My first day on the set with River in the filming of Dogfight was a challenging one. It was my character’s introduction scene and it took place on a military transport bus. So all of the coverage shot within the bus, my closeup and medium shot, as well as those of the “four bees” interviewing me for the “dogfight,” were done in very close quarters as the bus made continuous loops on a remote section of a Washington state highway. Extremely time-consuming, at times painfully uncomfortable, requiring maximum patience from all involved, the camera department and actors in particular. As is always the case on a show or film, the star gets his shots accomplished first (presumably while he/she is fresh, whatever), and then there is a pecking order in terms of the shot list. Suffice it to say, turning the camera around and aiming it at my mug was last on the list and would be executed long after lunch and long after the “fun” of being on that bus had worn off.
Common courtesy among actors is to continue working the scene in character and on point even when you are off camera. Common sense tells us that the bigger star the harder this unwritten rule is to obey.
With naps and phone calls on everyone’s minds, it was pretty clear the “four bees” did not really want to climb back on to that bus to get my coverage. I heard the grumbling, it was obvious, didn’t make me that happy to know I was going to have to play the scene to stand ins, but I was prepared to take my lumps and make it work. But it didn’t go down that way and I’ve never forgotten how it did.
When the vote was put to River whether or not to get back on the bus for a dozen more freeway loops, he didn’t hesitate. Never would have crossed his mind to leave me hanging. It was the right thing to do and he knew it. We were all in it together.
River died of a drug overdose on a cold asphalt sidewalk outside of a nightclub on Sunset Boulevard in Hollywood, Halloween night, 1993. The cocktail of narcotics found in his blood staggers the mind and are not worth mentioning here cuz it makes me so mad and still so sad.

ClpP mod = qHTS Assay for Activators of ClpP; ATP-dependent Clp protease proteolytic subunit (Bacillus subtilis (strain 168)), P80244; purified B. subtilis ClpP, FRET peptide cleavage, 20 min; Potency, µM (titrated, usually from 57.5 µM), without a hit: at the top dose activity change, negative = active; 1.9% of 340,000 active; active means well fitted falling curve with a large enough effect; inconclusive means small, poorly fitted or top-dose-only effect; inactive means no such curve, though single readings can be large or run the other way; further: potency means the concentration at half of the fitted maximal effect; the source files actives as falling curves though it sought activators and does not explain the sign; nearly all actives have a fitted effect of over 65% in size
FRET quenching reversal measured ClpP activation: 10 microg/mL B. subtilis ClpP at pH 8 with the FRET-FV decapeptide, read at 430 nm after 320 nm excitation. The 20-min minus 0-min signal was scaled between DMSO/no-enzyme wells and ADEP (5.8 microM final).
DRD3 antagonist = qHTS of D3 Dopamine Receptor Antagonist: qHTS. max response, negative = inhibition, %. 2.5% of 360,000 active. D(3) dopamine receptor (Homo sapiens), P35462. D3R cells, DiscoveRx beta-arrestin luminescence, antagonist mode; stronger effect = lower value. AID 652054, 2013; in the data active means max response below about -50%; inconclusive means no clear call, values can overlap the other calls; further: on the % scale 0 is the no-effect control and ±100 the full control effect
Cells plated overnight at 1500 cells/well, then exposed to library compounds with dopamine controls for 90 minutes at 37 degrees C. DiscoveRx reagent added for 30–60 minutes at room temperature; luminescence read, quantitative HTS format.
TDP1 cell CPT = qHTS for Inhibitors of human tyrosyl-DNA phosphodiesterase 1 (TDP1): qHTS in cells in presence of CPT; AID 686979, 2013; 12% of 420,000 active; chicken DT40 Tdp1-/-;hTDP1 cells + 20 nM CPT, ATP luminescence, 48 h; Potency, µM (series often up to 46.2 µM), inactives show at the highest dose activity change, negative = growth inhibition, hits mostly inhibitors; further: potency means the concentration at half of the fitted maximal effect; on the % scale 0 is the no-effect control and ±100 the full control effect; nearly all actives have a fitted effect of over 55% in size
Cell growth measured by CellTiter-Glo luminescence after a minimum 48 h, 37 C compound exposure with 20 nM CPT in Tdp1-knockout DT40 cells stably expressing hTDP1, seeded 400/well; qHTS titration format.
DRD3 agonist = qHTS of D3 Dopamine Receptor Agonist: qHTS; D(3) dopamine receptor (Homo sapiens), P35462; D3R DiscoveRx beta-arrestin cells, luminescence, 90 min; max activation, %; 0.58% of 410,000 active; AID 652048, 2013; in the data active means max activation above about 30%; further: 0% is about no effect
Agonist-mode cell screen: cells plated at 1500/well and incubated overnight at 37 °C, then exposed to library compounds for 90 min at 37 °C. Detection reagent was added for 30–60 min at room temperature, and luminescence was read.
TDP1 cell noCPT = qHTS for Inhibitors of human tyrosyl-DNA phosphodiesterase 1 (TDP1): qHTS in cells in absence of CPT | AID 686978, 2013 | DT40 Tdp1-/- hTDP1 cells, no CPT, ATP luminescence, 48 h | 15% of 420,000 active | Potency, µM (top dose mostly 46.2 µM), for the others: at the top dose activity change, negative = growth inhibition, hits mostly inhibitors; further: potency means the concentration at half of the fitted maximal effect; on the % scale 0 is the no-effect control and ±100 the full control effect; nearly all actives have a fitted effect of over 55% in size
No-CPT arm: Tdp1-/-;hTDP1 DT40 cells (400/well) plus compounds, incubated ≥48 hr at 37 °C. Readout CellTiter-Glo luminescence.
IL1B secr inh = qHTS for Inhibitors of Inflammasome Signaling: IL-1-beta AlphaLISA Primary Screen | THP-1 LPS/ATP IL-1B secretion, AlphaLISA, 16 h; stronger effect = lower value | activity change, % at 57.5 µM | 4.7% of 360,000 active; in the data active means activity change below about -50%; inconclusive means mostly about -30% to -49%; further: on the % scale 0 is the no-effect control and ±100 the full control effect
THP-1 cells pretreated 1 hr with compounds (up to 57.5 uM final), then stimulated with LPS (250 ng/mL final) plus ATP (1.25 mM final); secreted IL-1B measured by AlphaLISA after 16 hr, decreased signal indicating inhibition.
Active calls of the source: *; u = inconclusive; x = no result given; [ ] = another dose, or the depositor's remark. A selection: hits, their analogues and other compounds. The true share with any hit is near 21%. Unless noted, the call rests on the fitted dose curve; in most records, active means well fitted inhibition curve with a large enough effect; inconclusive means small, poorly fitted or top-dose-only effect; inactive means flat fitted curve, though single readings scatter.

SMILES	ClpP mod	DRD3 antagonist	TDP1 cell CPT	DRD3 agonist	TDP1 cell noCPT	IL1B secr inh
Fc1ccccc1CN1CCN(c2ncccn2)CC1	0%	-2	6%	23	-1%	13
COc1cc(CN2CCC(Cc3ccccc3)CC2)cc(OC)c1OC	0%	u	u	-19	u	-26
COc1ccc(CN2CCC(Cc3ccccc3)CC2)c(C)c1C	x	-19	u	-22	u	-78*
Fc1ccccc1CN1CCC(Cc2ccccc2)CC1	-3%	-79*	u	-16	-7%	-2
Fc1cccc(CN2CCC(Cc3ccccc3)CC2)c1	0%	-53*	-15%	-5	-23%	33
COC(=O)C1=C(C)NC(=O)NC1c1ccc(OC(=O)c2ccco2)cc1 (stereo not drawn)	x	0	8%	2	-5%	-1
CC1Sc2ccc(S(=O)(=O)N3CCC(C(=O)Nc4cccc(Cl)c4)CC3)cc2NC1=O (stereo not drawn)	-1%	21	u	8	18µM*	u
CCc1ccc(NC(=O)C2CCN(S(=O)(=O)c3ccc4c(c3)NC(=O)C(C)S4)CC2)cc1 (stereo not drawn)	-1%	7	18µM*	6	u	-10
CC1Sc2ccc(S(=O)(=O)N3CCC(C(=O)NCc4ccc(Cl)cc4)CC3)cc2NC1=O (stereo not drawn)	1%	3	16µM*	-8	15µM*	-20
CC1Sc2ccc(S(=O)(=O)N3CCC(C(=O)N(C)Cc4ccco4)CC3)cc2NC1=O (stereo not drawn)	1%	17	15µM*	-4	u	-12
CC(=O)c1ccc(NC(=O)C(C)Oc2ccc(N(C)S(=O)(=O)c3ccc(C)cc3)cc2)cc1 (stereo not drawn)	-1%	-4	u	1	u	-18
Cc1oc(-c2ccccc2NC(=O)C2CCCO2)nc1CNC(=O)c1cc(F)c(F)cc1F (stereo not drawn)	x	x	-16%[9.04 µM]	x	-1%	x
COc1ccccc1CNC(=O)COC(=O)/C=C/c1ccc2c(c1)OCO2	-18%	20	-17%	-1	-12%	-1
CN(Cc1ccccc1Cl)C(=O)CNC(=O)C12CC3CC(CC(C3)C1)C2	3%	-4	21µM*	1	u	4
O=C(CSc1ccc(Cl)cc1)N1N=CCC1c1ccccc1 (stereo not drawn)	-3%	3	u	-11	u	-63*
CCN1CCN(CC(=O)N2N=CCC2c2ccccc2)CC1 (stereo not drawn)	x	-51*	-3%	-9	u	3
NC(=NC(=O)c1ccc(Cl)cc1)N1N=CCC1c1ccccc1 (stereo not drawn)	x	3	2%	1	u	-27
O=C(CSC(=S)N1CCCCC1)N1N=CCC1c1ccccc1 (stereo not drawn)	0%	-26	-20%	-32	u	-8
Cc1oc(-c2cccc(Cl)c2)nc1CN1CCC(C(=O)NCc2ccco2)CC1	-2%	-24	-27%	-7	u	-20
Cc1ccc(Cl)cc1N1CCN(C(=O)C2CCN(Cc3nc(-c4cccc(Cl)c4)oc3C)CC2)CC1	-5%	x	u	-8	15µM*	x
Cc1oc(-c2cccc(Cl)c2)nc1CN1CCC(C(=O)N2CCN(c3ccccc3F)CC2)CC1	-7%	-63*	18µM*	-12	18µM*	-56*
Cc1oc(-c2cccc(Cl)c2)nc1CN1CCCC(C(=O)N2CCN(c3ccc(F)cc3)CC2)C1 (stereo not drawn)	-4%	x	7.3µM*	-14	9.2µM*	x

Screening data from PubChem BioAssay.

I have teenaged sons and I am all too aware of the temptations and seductions thrust upon them by mass media, pop culture, and peer pressure. It exists everywhere but certainly is magnified in Los Angeles, a city that far too often fails to live up to its Spanish translation.
But I once knew an Angel named River who danced and sang and acted so magically. His gift was undeniable and his family’s loss unimaginable.
When I really need a River Phoenix fix I pop in Running On Empty and dial up the final scene. Some times I’m Judd Hirsch telling his son to “take your bike out of the back of the truck…and get on it. Yer on your own now, kid – go out there and make a difference.” Other times I’m young River standing speechless, both in awe of the sacrifice and generosity of his parents’ willingness to let him go and also the absolute sadness of being let go. I can’t hear James Taylor’s “Fire and Rain” without thinking of that scene.
Not a day goes by when I don’t think about River Phoenix and how he insisted those guys get back on the bus and work off camera for their fellow actor. I like that expression – my fellow actor. I liked River a lot. He was my fellow actor.